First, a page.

An Irish student who was arrested while on holiday in Egypt has been told he could be sentenced to death by the end of the month over a protest he attended in 2013.
Ibrahim Halawa, from Dublin, was 17 at the time of his arrest, and has detailed his horrific treatment at the hands of the Egyptian authorities in a letter handed to The Independent by the human rights charity Reprieve.
Mr Halawa is being tried as an adult alongside 493 other defendants and faces death by hanging if found guilty. He says that because of the shambolic nature of the mass trial, no one has been permitted to speak on his behalf in court and his lawyers have been showed no evidence against him.
Now 20 years old, Mr Halawa wrote in his letter that he has been beaten, abused and mentally tortured during his three years in jail.
Though he has yet to be found guilty of any crime, Mr Halawa has been housed alongside convicted criminals in a small cell that holds up to 40 people at a time. He describes how prisoners are punished by being made to watch fellow inmates being tortured, while the others have been “crucified” by guards.
Mr Halawa’s trial has been postponed repeatedly since the day he attended a pro-democracy protest in Cairo with his three older sisters.
But according to Reprieve, at a recent hearing the judge announced that both verdicts and sentences will be handed down on the 29 June, and that will be the end of proceedings.
The mass trial is one of several held in Egypt since 2013. Some trials have seen death sentences handed down in the hundreds, Reprieve said, and the policy of putting juvenile offenders on death row contravenes international law.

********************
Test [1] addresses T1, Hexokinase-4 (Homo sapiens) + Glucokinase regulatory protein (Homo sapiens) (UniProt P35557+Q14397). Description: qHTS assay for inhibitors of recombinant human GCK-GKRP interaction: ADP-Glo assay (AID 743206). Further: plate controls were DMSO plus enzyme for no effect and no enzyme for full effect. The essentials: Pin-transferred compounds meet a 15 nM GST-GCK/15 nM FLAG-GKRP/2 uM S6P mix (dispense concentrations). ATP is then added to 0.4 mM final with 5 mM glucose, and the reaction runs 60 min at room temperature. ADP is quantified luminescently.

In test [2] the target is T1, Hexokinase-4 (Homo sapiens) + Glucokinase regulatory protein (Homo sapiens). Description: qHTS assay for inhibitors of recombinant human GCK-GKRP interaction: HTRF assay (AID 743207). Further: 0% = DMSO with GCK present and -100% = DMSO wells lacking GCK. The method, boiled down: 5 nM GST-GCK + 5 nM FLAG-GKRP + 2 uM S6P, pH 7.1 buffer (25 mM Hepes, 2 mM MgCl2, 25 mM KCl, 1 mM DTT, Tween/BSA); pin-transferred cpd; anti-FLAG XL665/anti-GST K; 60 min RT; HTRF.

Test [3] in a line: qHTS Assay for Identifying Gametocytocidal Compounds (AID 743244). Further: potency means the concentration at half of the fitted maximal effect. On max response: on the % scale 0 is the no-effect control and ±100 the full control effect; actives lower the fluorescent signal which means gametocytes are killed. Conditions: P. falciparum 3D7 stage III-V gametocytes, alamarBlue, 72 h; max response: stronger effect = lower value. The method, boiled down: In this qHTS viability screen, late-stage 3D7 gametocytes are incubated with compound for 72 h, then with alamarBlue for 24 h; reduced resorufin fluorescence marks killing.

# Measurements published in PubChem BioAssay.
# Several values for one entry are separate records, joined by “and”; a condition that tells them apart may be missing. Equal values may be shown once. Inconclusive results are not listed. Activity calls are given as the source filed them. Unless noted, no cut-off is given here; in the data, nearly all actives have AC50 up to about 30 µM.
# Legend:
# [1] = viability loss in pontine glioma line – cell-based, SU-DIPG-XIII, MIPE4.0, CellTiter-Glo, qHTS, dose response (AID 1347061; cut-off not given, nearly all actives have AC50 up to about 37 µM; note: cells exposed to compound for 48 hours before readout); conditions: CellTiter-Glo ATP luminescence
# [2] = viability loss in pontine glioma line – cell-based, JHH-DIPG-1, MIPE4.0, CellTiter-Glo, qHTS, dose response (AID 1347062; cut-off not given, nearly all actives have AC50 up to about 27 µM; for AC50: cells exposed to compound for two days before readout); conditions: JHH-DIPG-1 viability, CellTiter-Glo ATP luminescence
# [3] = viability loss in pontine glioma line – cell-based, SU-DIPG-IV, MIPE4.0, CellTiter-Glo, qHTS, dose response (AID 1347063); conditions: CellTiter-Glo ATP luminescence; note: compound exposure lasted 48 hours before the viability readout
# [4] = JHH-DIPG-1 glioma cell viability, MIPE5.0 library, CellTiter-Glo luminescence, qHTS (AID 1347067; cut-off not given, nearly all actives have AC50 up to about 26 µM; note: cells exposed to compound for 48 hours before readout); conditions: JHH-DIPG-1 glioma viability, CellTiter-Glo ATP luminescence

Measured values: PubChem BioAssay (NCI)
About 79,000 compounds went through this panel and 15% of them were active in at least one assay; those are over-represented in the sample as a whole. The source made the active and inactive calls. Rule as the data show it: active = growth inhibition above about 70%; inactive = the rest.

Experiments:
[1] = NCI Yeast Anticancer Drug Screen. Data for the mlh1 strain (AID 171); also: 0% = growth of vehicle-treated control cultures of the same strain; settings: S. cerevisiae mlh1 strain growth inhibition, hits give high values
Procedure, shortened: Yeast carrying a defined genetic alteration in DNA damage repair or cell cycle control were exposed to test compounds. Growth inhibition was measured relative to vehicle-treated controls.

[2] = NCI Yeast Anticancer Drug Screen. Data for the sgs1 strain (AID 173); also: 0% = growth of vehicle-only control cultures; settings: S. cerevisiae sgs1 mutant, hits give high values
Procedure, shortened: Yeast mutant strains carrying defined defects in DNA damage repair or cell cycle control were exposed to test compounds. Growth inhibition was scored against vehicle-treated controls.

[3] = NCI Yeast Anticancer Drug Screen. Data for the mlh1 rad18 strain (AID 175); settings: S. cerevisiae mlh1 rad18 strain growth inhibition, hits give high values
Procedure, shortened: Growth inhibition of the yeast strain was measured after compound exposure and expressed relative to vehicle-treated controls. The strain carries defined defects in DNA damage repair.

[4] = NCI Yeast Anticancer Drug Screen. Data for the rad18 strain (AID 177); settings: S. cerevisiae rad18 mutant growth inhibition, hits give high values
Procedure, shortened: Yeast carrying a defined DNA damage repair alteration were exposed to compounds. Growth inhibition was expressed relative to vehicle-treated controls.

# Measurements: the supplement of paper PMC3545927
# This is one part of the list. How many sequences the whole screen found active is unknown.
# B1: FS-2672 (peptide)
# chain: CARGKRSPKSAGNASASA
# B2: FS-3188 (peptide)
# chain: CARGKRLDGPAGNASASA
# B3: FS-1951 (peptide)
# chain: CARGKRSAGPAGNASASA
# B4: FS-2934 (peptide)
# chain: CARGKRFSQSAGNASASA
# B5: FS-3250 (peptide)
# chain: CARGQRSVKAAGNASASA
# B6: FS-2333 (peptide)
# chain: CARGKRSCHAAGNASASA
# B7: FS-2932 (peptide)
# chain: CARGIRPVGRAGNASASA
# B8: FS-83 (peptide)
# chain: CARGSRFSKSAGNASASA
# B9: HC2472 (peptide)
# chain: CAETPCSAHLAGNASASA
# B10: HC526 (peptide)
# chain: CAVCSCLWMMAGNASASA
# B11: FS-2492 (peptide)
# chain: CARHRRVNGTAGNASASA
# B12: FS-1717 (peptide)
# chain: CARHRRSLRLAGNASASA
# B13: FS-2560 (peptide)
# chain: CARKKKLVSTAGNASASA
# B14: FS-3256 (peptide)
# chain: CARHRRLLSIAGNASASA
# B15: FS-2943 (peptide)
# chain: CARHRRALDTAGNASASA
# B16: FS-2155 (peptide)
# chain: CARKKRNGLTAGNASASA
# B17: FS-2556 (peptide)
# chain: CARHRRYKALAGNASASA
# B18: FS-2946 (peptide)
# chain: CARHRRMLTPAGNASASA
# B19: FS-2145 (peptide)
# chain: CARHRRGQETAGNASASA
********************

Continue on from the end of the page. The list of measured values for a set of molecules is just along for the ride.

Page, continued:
“Ibrahim Halawa has been subjected to nearly three years of horrific abuse,” said Maya Foa, director of the death penalty team at Reprieve.
“Arrested for attending a protest when he was a juvenile, he’s been tortured and put through a sham trial with hundreds of others.
“It’s deeply worrying that the court is now suggesting that death sentences could soon be handed down. The international community must urgently call on the Egyptian authorities to release Ibrahim, and the other innocent protesters held alongside him.”
In his letter, Mr Halawa wrote: “I never imagined I would go to prison being innocent. I never thought it was possible, even in third world countries. It feels devastating. I could never see my family again. I could never have kids and see them grow up.
“While being arrested, they said, ‘We only need you for five minutes.’ It’s been three years. I thought I’d be home the same day.”